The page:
Widgets Magazine


Sense and Nonsense: “iWeek: Immigration Week”

As the daughter of an immigrant, immigration and questions of citizenship have always been a part of how I understand the world. But it was not until last year, when I went to Arizona on an Alternative Spring Break trip focused on immigration, that I developed a deeper sensitivity to these issues.


My spring break trip involved a variety of experiences, from volunteering with an aid organization that provides water in the desert to touring the largest border patrol facility in the country, as well as speaking with border patrol officers, immigration lawyers and various activists in Arizona. For two nights, we camped in tents and experienced the bitter cold that migrants feel as they traverse the dangerous terrain by night, the time when they are least likely to be spotted. During the hot afternoon, we hiked the migrant trails, where scattered clothing, backpacks, energy drink cans and water bottles pressed upon us a strong sense of human presence and movement.


Experiencing the trails firsthand quickly reminds a visitor of the hundreds of bodies found in the desert each year. The graves and memorials that mark remembered deaths intensify the closeness of these lives; in me, they prompted a more critical reflection on immigration, particularly on its causes and how nations respond.


Immigration is a global issue of economic disparity and poverty. It is no coincidence that Columbia professor Jeffrey Sachs, in his talk last week, emphasized allowing freer migration as part of the fight to end extreme poverty. The U.S. experience of deaths in the desert illustrates how poverty is a driving force. Migration is inevitable in a world with drastically richer and poorer states, and any critical understanding of immigration must keep this in mind. But beyond alleviating poverty, the topic of immigration also challenges us to think about our national and global identities.


As students in an increasingly globalized age, we experience the rest of the world in unprecedented ways through studying and volunteering abroad, traveling as tourists, interacting with international students, keeping up with the news, Facebooking, Twittering and the list goes on. Our consciousness of those beyond our borders is so much greater than that of previous generations, and it is still increasing. We can see ourselves in the 20-year-old Iranian protesting in the streets and the Haitian who has lost everything to the hands of nature. Our shared identity is pressed upon us. And yet we live in a world of nation-states, of countries with special obligations to their own citizens. Reconciling the tensions caused by this mixed identity can be difficult and is certainly inflaming. If Congress actually addresses immigration reform this year (a big if considering the deadlock on health care), we will see this internal debate played out, and it will not be pretty.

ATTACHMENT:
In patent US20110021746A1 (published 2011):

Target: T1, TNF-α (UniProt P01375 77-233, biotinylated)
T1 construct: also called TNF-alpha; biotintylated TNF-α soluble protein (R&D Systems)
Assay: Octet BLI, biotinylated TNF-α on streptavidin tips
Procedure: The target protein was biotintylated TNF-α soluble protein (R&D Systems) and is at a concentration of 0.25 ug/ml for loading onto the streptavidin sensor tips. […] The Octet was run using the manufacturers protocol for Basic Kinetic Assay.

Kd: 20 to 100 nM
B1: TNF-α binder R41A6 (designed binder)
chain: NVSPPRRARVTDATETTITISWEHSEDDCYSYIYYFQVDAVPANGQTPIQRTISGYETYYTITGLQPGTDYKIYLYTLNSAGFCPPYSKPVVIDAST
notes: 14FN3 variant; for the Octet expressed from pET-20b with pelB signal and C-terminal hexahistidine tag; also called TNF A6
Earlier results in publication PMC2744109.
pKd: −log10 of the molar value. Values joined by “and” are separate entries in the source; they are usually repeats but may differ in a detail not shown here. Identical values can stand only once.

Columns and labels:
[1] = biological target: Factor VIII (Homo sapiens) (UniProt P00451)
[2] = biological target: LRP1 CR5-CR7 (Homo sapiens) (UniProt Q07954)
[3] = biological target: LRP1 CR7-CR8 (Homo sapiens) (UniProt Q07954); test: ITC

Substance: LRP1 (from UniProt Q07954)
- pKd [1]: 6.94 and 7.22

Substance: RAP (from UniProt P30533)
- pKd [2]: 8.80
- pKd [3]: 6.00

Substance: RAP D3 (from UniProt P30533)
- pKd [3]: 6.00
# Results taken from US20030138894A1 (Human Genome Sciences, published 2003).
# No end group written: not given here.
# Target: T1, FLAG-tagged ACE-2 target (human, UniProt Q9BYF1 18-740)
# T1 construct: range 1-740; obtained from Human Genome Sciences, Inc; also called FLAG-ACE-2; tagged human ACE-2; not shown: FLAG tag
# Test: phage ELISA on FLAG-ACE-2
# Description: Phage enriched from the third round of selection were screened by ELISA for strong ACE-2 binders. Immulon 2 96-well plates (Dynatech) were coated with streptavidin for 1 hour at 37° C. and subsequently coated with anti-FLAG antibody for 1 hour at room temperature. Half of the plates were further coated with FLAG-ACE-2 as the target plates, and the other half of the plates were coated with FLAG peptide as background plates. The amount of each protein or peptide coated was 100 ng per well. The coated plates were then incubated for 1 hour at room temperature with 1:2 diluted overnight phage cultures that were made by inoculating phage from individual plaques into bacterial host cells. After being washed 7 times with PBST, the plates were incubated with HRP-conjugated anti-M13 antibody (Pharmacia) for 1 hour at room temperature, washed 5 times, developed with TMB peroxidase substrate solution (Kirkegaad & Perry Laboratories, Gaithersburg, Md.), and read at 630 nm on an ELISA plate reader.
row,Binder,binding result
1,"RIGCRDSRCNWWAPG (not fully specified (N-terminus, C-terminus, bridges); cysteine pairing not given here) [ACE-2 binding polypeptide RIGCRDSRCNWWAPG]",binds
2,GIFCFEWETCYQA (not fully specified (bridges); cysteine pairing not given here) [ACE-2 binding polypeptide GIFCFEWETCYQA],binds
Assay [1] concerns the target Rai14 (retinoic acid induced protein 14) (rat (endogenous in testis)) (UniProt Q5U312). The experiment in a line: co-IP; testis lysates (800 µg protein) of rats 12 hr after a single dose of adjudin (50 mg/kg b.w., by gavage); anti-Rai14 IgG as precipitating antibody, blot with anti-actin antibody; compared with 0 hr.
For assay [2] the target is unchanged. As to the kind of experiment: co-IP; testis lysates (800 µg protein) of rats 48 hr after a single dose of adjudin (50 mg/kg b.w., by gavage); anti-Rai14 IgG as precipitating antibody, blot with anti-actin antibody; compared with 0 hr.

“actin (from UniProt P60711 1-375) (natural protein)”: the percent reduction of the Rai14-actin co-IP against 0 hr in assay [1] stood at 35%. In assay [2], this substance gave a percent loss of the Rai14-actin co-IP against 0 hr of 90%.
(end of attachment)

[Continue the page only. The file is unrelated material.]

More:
But students should not just think of Washington when the issue of immigration reform comes up. At Stanford, we are faced with it everyday. Our undocumented student peers (and there are undocumented Stanford undergraduates, brought to the U.S. as children and now with no welcoming home) cannot study abroad or apply for the same summer internships. Without reform, they will be helpless come graduation. Stanford employees, from our janitors and cafeteria workers to our staff members, make the issue of immigration more immediate. And even our international students, who are still not admitted through a need-blind process, force these issues upon us. Need-blind admissions for all students is a tough issue to bring up when the University is making budget cuts across the board, but we should keep in mind that Dartmouth, Harvard, MIT, Princeton, Yale, Amherst, Middlebury and Williams instituted universal need-blind admissions before the recession hit.


Immigration is an immediate and crucial question. It is not just an issue for particular communities: it challenges all of us to understand ourselves and our place in the world. What does it mean to have a national identity? What does it mean to be a world citizen? How are we going to tackle world poverty, and how will we treat the least amongst us?


Starting Monday, the Stanford Immigrant Rights Project (SIRP) is putting on iWeek: Immigration Week, with events related to immigration each day. Go to one of them. Think about this issue. It challenges me every day and it will challenge you too. John Donne once said, “No man is an island.” Thinking about immigration is a chance to consider our individual and collective identities; these are issues we should all come to terms with.


Aysha is having an identity crisis and could use some help! Send her your comments at abagchi@stanford.edu.